Another potential issue with foil-backed sheathing is the fact that it can cause a loss of R-value if the sheathing is too thick. To avoid this, builders should use a sheathing with an R-value that is appropriate for the climate in which they are working. For instance, if they are working in Florida, where the cooling load is very high, they should use a higher R-value sheathing. The insulating value of the sheathing will be reduced, but it will be sufficient to reduce cooling loads and save energy.
Liquid Foil is a water-based coating that can be applied with a roller, brush or airless spray. It protects non-absorbing surfaces during transport, storage or construction and renovation. It is very easy to apply and can be easily removed without leaving residue or adhesive. Liquid foil can be used on glass, (powder-coated) aluminum and steel, closed concrete, brick, sandstone, stone tiles, natural stone, ceramic coverings and plaster models. It can also be used as a primer before applying sealers, paint or plaster. It is suitable for a wide range of substrates and it can be used in dry, unventilated rooms, such as sanitary areas, kitchens and cellars. It is compatible with most silicone sealants, solvent-free coatings and can be loosened with water.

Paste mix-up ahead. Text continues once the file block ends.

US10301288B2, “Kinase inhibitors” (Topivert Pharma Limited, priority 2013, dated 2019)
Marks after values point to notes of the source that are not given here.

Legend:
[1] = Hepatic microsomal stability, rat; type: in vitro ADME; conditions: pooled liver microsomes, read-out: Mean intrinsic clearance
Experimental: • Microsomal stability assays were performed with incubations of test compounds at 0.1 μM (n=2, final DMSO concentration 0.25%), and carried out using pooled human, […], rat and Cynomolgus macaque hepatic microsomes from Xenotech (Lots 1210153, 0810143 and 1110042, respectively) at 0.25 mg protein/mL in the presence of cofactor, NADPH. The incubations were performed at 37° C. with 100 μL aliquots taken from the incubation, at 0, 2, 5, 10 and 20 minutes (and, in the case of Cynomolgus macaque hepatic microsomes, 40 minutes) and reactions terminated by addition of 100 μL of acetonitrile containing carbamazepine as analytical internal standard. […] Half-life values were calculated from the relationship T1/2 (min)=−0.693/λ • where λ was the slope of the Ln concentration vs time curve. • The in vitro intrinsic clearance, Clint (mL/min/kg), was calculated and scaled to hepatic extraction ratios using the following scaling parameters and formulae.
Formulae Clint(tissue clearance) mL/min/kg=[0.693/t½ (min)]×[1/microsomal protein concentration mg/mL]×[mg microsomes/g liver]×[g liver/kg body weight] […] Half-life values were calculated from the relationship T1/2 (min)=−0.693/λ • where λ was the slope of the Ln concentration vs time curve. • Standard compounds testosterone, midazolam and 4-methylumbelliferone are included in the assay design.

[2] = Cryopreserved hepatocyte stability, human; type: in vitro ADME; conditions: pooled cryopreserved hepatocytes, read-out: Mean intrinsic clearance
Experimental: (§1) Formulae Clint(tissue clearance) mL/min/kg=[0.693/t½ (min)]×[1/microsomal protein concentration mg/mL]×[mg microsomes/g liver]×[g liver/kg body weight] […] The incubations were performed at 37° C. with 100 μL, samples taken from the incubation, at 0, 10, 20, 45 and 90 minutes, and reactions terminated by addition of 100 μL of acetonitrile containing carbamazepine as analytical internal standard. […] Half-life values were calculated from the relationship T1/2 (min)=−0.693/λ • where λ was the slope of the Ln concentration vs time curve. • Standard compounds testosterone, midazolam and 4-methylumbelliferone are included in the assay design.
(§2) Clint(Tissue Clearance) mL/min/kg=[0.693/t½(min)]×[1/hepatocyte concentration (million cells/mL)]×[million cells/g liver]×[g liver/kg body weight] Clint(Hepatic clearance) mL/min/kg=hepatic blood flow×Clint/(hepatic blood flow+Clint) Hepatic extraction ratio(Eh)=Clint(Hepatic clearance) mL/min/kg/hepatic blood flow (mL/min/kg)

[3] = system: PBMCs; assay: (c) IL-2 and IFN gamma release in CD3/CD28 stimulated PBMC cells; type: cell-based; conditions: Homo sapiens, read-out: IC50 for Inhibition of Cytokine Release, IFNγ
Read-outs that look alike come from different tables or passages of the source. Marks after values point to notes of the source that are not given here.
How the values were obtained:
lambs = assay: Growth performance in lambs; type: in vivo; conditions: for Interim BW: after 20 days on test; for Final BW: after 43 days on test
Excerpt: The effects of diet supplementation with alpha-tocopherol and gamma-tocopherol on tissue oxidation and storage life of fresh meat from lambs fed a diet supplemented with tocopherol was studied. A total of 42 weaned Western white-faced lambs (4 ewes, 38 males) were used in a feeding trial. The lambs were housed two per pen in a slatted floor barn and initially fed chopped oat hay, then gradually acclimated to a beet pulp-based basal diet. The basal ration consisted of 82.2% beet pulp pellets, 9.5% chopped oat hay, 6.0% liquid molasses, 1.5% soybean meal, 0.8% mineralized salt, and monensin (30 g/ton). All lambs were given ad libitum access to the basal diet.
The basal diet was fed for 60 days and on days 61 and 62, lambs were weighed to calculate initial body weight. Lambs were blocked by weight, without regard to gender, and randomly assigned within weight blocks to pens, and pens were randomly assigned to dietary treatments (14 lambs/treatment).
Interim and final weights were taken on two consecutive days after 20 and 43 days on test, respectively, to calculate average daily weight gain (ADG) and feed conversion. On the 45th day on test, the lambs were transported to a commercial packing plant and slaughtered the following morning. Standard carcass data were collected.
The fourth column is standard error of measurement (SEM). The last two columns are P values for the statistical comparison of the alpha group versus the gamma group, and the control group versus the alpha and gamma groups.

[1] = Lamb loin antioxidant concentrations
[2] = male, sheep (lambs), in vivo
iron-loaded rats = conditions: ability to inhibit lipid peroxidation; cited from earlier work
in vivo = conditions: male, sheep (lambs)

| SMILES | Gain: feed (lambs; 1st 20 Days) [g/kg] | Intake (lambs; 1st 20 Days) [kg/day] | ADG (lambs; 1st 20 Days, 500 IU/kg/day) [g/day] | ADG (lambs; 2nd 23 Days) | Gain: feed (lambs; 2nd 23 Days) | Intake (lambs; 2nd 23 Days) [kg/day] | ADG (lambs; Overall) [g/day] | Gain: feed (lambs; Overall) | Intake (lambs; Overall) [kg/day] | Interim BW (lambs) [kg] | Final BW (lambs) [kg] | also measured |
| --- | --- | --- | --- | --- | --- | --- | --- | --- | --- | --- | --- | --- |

The purpose of the radiant barrier foil is to stop the transfer of heat through radiation by reducing the amount of absorbed energy from the sun. The foil acts much like a shade tree, reflecting the radiant heat back into the air so that we don’t feel it on our skin and have to run our air conditioners.
Generally, radiant barriers save 5 to 25% on cooling costs. They work best on single story ranch style homes, although two story houses can see a smaller percentage savings. It depends on how well your home is insulated and how much of your roof surface is covered by the radiant barrier.
A radiant barrier is not designed to be a vapor retarder, meaning it can’t stop moisture in the attic from causing mold and fungal growth. When this happens, the radiant barrier may actually achieve the opposite of its intended effect, transferring the heat from the attic into the house.
If you’re considering a radiant barrier, look for a product with perforations to allow vapor transmission, such as our Fi-Foils Radiant Shield. It offers industrial strength and can be paired with our reflective insulation products for optimal results. The result is a well-insulated attic that will reduce your utility bills and help protect your home. If you’re interested in seeing how a radiant barrier could benefit your home, contact us.